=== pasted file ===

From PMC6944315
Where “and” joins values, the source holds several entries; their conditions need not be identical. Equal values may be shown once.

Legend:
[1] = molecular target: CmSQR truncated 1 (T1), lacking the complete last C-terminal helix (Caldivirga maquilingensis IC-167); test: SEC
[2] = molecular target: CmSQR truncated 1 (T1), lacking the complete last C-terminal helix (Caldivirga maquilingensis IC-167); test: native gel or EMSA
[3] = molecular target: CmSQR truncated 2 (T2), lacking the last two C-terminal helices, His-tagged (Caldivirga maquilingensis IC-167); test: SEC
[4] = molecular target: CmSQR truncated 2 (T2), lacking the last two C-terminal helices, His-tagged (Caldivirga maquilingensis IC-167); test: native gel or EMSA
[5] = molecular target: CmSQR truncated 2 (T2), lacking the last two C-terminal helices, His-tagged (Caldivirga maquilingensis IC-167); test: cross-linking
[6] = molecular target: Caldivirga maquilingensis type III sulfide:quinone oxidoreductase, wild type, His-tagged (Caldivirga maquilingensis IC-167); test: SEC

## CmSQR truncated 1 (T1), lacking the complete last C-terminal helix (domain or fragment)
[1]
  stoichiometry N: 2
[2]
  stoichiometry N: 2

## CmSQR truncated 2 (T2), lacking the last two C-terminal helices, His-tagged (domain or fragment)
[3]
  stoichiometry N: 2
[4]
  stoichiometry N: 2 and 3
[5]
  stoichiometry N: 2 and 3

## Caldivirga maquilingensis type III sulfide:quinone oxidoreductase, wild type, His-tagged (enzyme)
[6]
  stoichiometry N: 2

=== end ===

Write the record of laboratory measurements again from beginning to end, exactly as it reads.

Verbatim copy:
From PMC6944315
Where “and” joins values, the source holds several entries; their conditions need not be identical. Equal values may be shown once.

Legend:
[1] = molecular target: CmSQR truncated 1 (T1), lacking the complete last C-terminal helix (Caldivirga maquilingensis IC-167); test: SEC
[2] = molecular target: CmSQR truncated 1 (T1), lacking the complete last C-terminal helix (Caldivirga maquilingensis IC-167); test: native gel or EMSA
[3] = molecular target: CmSQR truncated 2 (T2), lacking the last two C-terminal helices, His-tagged (Caldivirga maquilingensis IC-167); test: SEC
[4] = molecular target: CmSQR truncated 2 (T2), lacking the last two C-terminal helices, His-tagged (Caldivirga maquilingensis IC-167); test: native gel or EMSA
[5] = molecular target: CmSQR truncated 2 (T2), lacking the last two C-terminal helices, His-tagged (Caldivirga maquilingensis IC-167); test: cross-linking
[6] = molecular target: Caldivirga maquilingensis type III sulfide:quinone oxidoreductase, wild type, His-tagged (Caldivirga maquilingensis IC-167); test: SEC

## CmSQR truncated 1 (T1), lacking the complete last C-terminal helix (domain or fragment)
[1]
  stoichiometry N: 2
[2]
  stoichiometry N: 2

## CmSQR truncated 2 (T2), lacking the last two C-terminal helices, His-tagged (domain or fragment)
[3]
  stoichiometry N: 2
[4]
  stoichiometry N: 2 and 3
[5]
  stoichiometry N: 2 and 3

## Caldivirga maquilingensis type III sulfide:quinone oxidoreductase, wild type, His-tagged (enzyme)
[6]
  stoichiometry N: 2